Tuesday’s midterm election results are sure to mean a renewed and reinvigorated emphasis on congressional oversight, particularly in the GOP-led House. Speaker-elect John Boehner (R-OH) has already sent word to would-be committee chairs that all committees are to have oversight as a key component of their agendas; and Rep. Darrell Issa (R-CA), the shoo-in candidate to chair the Committee on Oversight and Government Reform, has been laying the groundwork for a robust investigative slate since President Obama’s election two years ago.
In a companion piece in this newsletter, my colleague Sally Katzen lays out how and why, over the next two years, much of the real action will not be in Congress but in the bowels of the federal bureaucracy. The administration will attempt to advance its agenda on health care reform, financial reform and energy via regulation, trying to put points on the board and position the president for 2012 outside the traffic jam that is Congress. But the chances for major legislation will be slim.
Oversight and investigations can and will fill that vacuum.
Understanding this reality is critically important to literally all businesses and industries. Planning for the possible glare of the congressional spotlight needs to begin now – not after the first request for documents or subpoena arrives. And planning means understanding the full range of political, substantive, tactical and public relations challenges that comes with a congressional investigation.
For most observers and even members of Congress and staff, congressional oversight refers to the review and supervision of federal agencies, programs and activities; but as Major League Baseball and others have learned, Congress can look at any matter, at any time, through the authority it derives from its implied powers in the Constitution, in public laws and in House and Senate rules. Congress normally exercises this power through the committee system, but many other contexts come into play as well (authorization and appropriations bills and hearings, special select committees, reviews and reports from congressional and agency staff, to name a few).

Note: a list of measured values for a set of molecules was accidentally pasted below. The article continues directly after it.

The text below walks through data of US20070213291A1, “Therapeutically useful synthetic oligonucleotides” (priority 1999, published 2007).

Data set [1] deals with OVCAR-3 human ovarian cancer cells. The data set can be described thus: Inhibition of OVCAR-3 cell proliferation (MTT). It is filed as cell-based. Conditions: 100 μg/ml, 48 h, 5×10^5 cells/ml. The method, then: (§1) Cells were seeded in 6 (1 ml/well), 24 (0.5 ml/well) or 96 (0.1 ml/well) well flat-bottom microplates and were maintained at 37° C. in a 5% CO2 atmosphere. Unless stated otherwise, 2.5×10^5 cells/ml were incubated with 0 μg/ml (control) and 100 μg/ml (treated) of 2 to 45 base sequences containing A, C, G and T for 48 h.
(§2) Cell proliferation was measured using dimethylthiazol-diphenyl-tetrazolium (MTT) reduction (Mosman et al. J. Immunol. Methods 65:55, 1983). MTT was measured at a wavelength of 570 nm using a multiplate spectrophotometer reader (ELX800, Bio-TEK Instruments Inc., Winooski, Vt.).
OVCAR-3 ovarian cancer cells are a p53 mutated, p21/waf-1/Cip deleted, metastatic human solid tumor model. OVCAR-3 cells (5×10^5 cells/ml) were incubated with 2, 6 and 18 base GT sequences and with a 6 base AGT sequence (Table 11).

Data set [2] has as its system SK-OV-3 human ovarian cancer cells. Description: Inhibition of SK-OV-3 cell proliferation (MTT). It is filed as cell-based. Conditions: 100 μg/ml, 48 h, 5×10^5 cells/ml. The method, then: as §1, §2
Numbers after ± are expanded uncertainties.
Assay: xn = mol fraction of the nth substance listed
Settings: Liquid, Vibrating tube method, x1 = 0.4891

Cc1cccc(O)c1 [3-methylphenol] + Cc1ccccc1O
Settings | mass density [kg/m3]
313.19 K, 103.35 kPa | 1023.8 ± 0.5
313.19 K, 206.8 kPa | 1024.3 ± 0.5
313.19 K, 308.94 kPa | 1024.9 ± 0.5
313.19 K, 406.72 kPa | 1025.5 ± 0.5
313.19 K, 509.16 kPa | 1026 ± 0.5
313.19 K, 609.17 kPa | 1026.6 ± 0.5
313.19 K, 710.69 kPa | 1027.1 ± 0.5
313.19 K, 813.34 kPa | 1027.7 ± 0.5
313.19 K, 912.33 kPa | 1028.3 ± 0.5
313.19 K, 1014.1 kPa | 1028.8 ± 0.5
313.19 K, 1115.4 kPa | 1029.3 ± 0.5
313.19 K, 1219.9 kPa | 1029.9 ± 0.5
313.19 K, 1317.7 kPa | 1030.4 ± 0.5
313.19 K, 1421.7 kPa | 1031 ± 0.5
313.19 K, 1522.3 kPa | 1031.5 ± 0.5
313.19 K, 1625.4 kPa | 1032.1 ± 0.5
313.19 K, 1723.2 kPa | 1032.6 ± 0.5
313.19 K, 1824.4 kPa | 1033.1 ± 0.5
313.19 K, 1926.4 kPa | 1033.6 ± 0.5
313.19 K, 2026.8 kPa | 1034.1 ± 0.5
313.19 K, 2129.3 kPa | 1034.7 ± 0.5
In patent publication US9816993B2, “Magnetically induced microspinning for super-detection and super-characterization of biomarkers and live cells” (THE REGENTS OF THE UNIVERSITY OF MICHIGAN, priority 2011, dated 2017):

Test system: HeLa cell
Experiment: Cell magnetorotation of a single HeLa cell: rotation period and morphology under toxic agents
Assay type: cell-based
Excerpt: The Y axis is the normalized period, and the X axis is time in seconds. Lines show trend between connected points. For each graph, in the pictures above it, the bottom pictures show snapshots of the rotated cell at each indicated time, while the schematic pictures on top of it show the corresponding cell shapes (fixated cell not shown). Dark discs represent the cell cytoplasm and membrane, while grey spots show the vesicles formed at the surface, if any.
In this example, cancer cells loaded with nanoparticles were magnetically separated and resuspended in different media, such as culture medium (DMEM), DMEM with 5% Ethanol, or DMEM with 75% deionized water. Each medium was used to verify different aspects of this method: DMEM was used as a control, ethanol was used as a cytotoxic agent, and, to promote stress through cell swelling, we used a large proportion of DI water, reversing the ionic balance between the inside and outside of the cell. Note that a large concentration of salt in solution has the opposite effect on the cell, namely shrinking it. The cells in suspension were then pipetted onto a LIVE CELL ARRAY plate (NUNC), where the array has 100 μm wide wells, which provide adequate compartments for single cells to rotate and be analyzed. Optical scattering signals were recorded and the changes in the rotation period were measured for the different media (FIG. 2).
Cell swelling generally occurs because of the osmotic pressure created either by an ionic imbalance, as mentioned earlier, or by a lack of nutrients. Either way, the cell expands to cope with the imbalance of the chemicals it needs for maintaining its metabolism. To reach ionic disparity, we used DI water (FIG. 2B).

Our team of senior strategists can help guide you through a process that can be trying enough without adding “perplexing and mysterious” to the mix. We know the rules and procedures that govern congressional investigators. We know what motivates them to pursue some issues while leaving others behind. We know how investigations are staged and messaged to maximize political and policy impact.
Rep. Issa and his staff say they are intent on not letting their agenda devolve into petty, personality-driven, partisan attacks. His preference will be for bipartisan inquiries when and where possible; for example, he’ll move to grant subpoena power to inspectors general across government (currently only the Department of Defense Office of Inspector General has that authority) – a move that should garner bipartisan support.
And a look at the blueprint Rep. Issa released back in September for oversight in the 112th Congress suggests a near-wonkish, “good government” set of priorities: federal IT systems, federal financial management, federal agency performance management and food safety. But you can expect most, if not all, high-profile oversight to fall under one thematic umbrella: Republicans’ view that government has grown too much, too fast – the growth of the administrative state, if you will. So, that means there will be plenty of juicy items on the menu as well: “wasteful” stimulus spending, TARP, health care reform, Fannie Mae and Freddie Mac, ACORN and SEC oversight.
But as a former staffer whose job it was to develop, lead and frame contentious, high-profile investigations, I know how fluid the O&I world can be. More than one inquiry was prompted by a splashy news story in The Washington Post or The New York Times or by a phone call from a congressional colleague with a parochial political itch to scratch. Oversight agendas crafted in January are barely recognizable come May and June. Be ready, be vigilant, and ask for help if the light is turned on you. This is both a science and an art.
David Marin is the former Republican Staff Director for the House Committee on Oversight and Government Reform.For more information about this article or to provide feedback to the author, please contact David Marin at firstname.lastname@example.org.